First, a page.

There are quite a lot cherry trees which circle the grassy mound in Chuo-park, but by far the best place here is the wide strip of grass running along the Ota-gawa on the west edge of the park, recently rebranded as POP’La Dori. The cycle/pedestrian pathway that runs alongside is lined with beautiful cherry trees.
Hakushima Kukencho Park (and up to Koheibashi)
A favorite spot for local residents is this (usually) quiet stretch of riverside along the Kyobashi River. It basically runs from Kohei-bashi Bridge (near Big Wave sports center), is broken by Ushita O-hashi Bridge, and then continues down to Tokiwa-bashi Bridge just before the Shinkansen tracks cross the river.
The road that runs just above the narrow park above the section between Kohei-bashi Bridge and Ushita O-hashi transforms into a cherry blossom tunnel, with the overhanging trees above and the freshly fallen petals on the road below – there’s no sidewalk though, and cars tend to fly through so take care.
Sakura blossoms always look best on a bright sunny day against a clear blue sky, but Shukkei-en is one place where the somewhat unpredictable weather around hanami season can actually add to the atmosphere. You can also enjoy the blossoms while drinking Japanese tea, and there are sure to be some lovely kimono on display at the annual tea ceremony usually held on the first Sunday in April. But, if you want to enjoy some quiet reflection, to which the park often lends itself, you should probably avoid weekends.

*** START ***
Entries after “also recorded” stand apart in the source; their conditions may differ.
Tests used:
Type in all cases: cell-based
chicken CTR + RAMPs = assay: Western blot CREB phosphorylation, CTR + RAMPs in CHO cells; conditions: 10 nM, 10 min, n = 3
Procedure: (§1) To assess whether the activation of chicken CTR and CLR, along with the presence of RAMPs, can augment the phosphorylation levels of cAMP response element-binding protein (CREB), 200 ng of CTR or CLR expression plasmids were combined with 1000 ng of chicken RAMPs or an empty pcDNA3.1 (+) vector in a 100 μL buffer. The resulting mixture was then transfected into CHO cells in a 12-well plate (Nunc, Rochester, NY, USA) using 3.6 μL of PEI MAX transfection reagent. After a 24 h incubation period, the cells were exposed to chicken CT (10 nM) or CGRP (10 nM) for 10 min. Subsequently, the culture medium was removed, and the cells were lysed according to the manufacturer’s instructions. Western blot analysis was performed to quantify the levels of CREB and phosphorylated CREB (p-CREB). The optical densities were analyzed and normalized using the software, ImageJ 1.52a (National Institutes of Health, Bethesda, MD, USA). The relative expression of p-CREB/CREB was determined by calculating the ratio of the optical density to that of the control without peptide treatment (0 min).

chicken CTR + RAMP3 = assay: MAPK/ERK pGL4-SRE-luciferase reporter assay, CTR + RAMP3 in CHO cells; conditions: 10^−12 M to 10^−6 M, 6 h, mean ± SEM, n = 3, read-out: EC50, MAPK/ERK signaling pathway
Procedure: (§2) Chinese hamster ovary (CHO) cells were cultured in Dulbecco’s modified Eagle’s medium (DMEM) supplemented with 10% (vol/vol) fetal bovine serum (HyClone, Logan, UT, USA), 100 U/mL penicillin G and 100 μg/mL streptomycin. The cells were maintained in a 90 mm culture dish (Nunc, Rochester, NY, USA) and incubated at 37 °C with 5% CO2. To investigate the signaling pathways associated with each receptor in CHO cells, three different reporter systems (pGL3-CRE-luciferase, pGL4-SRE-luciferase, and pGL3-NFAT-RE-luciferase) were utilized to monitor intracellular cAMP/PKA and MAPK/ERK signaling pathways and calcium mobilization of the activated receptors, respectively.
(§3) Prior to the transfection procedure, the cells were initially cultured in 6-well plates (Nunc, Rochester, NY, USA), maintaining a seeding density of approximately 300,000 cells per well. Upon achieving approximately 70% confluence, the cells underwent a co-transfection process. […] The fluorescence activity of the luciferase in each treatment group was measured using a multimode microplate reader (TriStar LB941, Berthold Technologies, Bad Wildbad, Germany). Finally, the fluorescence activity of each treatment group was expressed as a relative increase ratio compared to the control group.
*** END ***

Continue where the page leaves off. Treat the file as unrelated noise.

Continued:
One thing not to be missed is the yozakura night viewing of the blossoms here.
This time of year is also prime viewing season for newlyweds having their wedding photos taken in traditional dress.
With about 1300 cherry trees lining the paths that weave their way around this hilltop park with good city views, Hijiyama is one of the top hanami spots in Hiroshima. The area around Henry Moore’s Arch, opposite HMOCA, from where there are good views over the city is a popular place for photos and the open space next to the Manga Library, though a bit barren is popular with families. You will, however, see people picnicking under trees all along the park’s winding pathways. Hijiyama is a yozakura spot and the lights mean it can get pretty lively at night, though you’ll be expected to leave the park by 11pm.
Kintai-kyo Bridge (Iwakuni)
Ok, so this isn’t in Hiroshima city, nor even Hiroshima Prefecture, but who are we to be bound by borders when it’s so close and so beautiful. Plus, the arched Kintai-kyo Bridge was voted by GetHiroshima readers as their favorite hanami spots. Worth checking out a least once a year. Be sure to hang around to see the bridge lit up after dark. It’s even beautiful on a grey, rainy day.
Peace Pagoda (Futaba-yama)
There are several large cherry trees on the flat piece of ground around the the silver Peace Pagoda that sits on top of Futaba-yama just north of the shinkansen station. It is a lovely place to picnic and there are fantastic views. This is perfect for those who wish to combine a bit of hanami with a hike as the path up the mountain takes you under 100 or so vermilion torii shrine gates through a lovely forest. Just below the mountain is “Steak & Coffee” restaurant Mahogany, which has a spacious balcony shaded by some huge cherry trees which are gorgeous day or night.